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Green Mountain Extends Diedrich Buyout Offer; Set To Close Soon?

Vermont-based Green Mountain Coffee Roasters Inc. again has extended its offer to buy Irvine-based coffee seller Diedrich Coffee Inc. with some indication the long delayed deal soon could move forward.

Diedrich is in the process of being acquired for $290 million in cash by Green Mountain, which in December prevailed over Emeryville-based Peet’s Coffee & Tea Inc. in a bidding war.

Green Mountain’s offer to buy Diedrich was extended to May 10. Its last extended offer was set to expire Monday.

The weeklong extension comes after several monthly extensions and could indicate Green Mountain is more confident about closing the deal after running into issues with the Federal Trade Commission.

In January, regulators asked Green Mountain and Diedrich for more details about the deal under the Hart-Scott-Rodino Antitrust Improvement Act of 1976.

The inquiry likely has to do with sales of a new type of single brewing cups known as K-Cups, which Green Mountain will likely control with the purchase of Diedrich.

K-Cups allow you to brew a single cup of coffee in a special machine by putting one of the K-Cups into the slot where coffee grounds and a filter would go on other machines.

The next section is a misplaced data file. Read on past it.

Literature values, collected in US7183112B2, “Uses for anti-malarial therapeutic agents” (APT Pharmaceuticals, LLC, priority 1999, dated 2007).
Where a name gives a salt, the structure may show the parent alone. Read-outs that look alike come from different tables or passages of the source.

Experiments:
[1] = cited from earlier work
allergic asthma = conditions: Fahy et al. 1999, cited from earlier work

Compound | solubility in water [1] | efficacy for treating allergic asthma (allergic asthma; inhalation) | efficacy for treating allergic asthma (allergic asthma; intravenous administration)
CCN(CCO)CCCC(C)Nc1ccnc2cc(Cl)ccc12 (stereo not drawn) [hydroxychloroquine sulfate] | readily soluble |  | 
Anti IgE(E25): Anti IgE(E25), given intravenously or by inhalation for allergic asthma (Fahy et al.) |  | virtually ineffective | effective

Green Mountain’s Keurig Inc. unit owns the K-Cup brand and grants licenses for others to produce them. Diedrich was one of a handful of K-Cup licensees.

Regulators could have concerns about the deal’s impact on the market for K-Cups.

Green Mountain is seeking to consolidate production and sales of K-Cups, according to Mitchell Pinheiro, an analyst with Philadelphia-based Janney Montgomery Scott LLC.

Green Mountain bought Tully’s Coffee brand and wholesale coffee business from Washington-based Tully’s Coffee Corp. in last March and Toronto specialty coffee company Timothy’s Coffees of the World Inc. last November.

Producing and selling K-Cups is about twice as profitable as collecting royalties from licensees.

Rival Peet’s has extended its rejected offer for Diedrich several times in the hopes a rival buyout bid is derailed by regulators.

Green Mountain also settled a class action lawsuit filed on behalf of the Diedrich stockholders who argued the company was paying too little in the acquisition.

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